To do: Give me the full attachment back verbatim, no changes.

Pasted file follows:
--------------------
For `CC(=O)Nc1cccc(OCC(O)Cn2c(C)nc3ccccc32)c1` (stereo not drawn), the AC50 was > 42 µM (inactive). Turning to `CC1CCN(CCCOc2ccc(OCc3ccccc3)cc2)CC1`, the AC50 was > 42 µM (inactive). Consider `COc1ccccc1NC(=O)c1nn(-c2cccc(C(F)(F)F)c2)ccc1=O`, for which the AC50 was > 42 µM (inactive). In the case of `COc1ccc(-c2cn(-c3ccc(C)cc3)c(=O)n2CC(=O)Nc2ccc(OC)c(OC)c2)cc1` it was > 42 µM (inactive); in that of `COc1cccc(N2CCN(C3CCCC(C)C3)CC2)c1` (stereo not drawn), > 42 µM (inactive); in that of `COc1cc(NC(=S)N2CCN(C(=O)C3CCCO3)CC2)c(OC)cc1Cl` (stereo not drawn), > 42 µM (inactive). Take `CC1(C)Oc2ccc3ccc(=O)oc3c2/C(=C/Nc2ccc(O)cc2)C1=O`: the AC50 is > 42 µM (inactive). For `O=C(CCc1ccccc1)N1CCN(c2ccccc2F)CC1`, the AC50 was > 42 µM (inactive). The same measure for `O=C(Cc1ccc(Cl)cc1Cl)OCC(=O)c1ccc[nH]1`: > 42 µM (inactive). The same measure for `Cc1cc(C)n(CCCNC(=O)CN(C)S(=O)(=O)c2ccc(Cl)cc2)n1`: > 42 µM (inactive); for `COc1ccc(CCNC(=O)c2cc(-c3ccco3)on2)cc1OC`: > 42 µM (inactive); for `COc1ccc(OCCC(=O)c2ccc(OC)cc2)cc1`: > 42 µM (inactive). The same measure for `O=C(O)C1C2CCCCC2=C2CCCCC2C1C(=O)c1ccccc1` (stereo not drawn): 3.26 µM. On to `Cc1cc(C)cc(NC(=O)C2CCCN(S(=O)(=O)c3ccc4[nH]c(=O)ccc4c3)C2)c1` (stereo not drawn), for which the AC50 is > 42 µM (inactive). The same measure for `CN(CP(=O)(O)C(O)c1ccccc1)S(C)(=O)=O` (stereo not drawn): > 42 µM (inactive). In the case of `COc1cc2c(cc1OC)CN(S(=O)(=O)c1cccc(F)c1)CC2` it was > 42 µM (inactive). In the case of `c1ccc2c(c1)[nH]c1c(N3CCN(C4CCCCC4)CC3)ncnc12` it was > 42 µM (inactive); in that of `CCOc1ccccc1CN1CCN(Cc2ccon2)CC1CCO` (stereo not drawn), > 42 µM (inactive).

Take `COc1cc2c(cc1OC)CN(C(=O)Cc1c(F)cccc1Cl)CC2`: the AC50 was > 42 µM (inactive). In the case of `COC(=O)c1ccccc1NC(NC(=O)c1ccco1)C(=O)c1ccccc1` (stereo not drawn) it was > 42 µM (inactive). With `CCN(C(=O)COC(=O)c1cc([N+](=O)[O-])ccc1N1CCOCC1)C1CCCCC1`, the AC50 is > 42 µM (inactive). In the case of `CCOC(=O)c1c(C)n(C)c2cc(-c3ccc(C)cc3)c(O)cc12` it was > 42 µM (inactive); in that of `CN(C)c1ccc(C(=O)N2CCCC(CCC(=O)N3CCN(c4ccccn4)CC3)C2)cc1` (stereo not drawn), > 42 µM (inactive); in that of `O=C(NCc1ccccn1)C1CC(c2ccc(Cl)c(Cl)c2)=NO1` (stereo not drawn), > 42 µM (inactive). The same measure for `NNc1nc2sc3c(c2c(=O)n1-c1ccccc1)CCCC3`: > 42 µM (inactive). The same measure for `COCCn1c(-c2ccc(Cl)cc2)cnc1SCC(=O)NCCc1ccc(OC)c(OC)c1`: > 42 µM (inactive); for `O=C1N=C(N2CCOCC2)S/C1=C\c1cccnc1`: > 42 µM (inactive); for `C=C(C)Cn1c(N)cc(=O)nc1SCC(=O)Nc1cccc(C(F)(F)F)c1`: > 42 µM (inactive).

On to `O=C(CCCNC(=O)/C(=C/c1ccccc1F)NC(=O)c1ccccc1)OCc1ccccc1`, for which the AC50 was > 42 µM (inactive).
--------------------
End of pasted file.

For `CC(=O)Nc1cccc(OCC(O)Cn2c(C)nc3ccccc32)c1` (stereo not drawn), the AC50 was > 42 µM (inactive). Turning to `CC1CCN(CCCOc2ccc(OCc3ccccc3)cc2)CC1`, the AC50 was > 42 µM (inactive). Consider `COc1ccccc1NC(=O)c1nn(-c2cccc(C(F)(F)F)c2)ccc1=O`, for which the AC50 was > 42 µM (inactive). In the case of `COc1ccc(-c2cn(-c3ccc(C)cc3)c(=O)n2CC(=O)Nc2ccc(OC)c(OC)c2)cc1` it was > 42 µM (inactive); in that of `COc1cccc(N2CCN(C3CCCC(C)C3)CC2)c1` (stereo not drawn), > 42 µM (inactive); in that of `COc1cc(NC(=S)N2CCN(C(=O)C3CCCO3)CC2)c(OC)cc1Cl` (stereo not drawn), > 42 µM (inactive). Take `CC1(C)Oc2ccc3ccc(=O)oc3c2/C(=C/Nc2ccc(O)cc2)C1=O`: the AC50 is > 42 µM (inactive). For `O=C(CCc1ccccc1)N1CCN(c2ccccc2F)CC1`, the AC50 was > 42 µM (inactive). The same measure for `O=C(Cc1ccc(Cl)cc1Cl)OCC(=O)c1ccc[nH]1`: > 42 µM (inactive). The same measure for `Cc1cc(C)n(CCCNC(=O)CN(C)S(=O)(=O)c2ccc(Cl)cc2)n1`: > 42 µM (inactive); for `COc1ccc(CCNC(=O)c2cc(-c3ccco3)on2)cc1OC`: > 42 µM (inactive); for `COc1ccc(OCCC(=O)c2ccc(OC)cc2)cc1`: > 42 µM (inactive). The same measure for `O=C(O)C1C2CCCCC2=C2CCCCC2C1C(=O)c1ccccc1` (stereo not drawn): 3.26 µM. On to `Cc1cc(C)cc(NC(=O)C2CCCN(S(=O)(=O)c3ccc4[nH]c(=O)ccc4c3)C2)c1` (stereo not drawn), for which the AC50 is > 42 µM (inactive). The same measure for `CN(CP(=O)(O)C(O)c1ccccc1)S(C)(=O)=O` (stereo not drawn): > 42 µM (inactive). In the case of `COc1cc2c(cc1OC)CN(S(=O)(=O)c1cccc(F)c1)CC2` it was > 42 µM (inactive). In the case of `c1ccc2c(c1)[nH]c1c(N3CCN(C4CCCCC4)CC3)ncnc12` it was > 42 µM (inactive); in that of `CCOc1ccccc1CN1CCN(Cc2ccon2)CC1CCO` (stereo not drawn), > 42 µM (inactive).

Take `COc1cc2c(cc1OC)CN(C(=O)Cc1c(F)cccc1Cl)CC2`: the AC50 was > 42 µM (inactive). In the case of `COC(=O)c1ccccc1NC(NC(=O)c1ccco1)C(=O)c1ccccc1` (stereo not drawn) it was > 42 µM (inactive). With `CCN(C(=O)COC(=O)c1cc([N+](=O)[O-])ccc1N1CCOCC1)C1CCCCC1`, the AC50 is > 42 µM (inactive). In the case of `CCOC(=O)c1c(C)n(C)c2cc(-c3ccc(C)cc3)c(O)cc12` it was > 42 µM (inactive); in that of `CN(C)c1ccc(C(=O)N2CCCC(CCC(=O)N3CCN(c4ccccn4)CC3)C2)cc1` (stereo not drawn), > 42 µM (inactive); in that of `O=C(NCc1ccccn1)C1CC(c2ccc(Cl)c(Cl)c2)=NO1` (stereo not drawn), > 42 µM (inactive). The same measure for `NNc1nc2sc3c(c2c(=O)n1-c1ccccc1)CCCC3`: > 42 µM (inactive). The same measure for `COCCn1c(-c2ccc(Cl)cc2)cnc1SCC(=O)NCCc1ccc(OC)c(OC)c1`: > 42 µM (inactive); for `O=C1N=C(N2CCOCC2)S/C1=C\c1cccnc1`: > 42 µM (inactive); for `C=C(C)Cn1c(N)cc(=O)nc1SCC(=O)Nc1cccc(C(F)(F)F)c1`: > 42 µM (inactive).

On to `O=C(CCCNC(=O)/C(=C/c1ccccc1F)NC(=O)c1ccccc1)OCc1ccccc1`, for which the AC50 was > 42 µM (inactive).